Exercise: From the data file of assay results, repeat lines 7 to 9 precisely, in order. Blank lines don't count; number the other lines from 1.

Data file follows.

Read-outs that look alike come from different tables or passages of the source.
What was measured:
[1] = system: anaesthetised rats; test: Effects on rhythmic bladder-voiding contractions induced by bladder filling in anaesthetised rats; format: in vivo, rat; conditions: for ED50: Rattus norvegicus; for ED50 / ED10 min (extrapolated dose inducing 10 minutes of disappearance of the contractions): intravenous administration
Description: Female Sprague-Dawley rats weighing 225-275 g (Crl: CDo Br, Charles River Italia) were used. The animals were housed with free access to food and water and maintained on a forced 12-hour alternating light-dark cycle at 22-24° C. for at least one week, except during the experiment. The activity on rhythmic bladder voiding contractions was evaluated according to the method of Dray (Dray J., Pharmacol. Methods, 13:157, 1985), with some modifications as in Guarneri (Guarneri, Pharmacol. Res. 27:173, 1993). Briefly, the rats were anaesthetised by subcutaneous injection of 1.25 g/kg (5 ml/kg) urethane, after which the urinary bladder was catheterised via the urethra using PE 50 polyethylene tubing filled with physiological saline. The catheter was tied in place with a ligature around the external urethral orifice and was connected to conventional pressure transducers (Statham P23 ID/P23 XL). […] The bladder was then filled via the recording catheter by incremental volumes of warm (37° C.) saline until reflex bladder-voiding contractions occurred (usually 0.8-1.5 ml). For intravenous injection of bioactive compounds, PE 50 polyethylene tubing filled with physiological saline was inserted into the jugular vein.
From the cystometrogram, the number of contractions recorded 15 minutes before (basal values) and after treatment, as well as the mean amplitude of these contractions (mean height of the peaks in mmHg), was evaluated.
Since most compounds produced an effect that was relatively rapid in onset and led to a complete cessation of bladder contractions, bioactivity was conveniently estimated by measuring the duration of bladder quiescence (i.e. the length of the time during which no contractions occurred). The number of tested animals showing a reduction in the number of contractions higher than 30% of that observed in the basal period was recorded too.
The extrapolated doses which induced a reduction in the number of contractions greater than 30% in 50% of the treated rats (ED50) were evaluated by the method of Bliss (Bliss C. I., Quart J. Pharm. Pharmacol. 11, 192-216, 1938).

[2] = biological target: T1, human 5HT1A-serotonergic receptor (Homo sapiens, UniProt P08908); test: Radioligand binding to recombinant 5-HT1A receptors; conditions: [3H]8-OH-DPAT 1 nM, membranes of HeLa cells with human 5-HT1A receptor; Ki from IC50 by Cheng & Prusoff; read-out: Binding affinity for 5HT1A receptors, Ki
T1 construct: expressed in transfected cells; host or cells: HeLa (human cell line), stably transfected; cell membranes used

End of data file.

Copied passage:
The extrapolated doses which induced a reduction in the number of contractions greater than 30% in 50% of the treated rats (ED50) were evaluated by the method of Bliss (Bliss C. I., Quart J. Pharm. Pharmacol. 11, 192-216, 1938).

[2] = biological target: T1, human 5HT1A-serotonergic receptor (Homo sapiens, UniProt P08908); test: Radioligand binding to recombinant 5-HT1A receptors; conditions: [3H]8-OH-DPAT 1 nM, membranes of HeLa cells with human 5-HT1A receptor; Ki from IC50 by Cheng & Prusoff; read-out: Binding affinity for 5HT1A receptors, Ki
T1 construct: expressed in transfected cells; host or cells: HeLa (human cell line), stably transfected; cell membranes used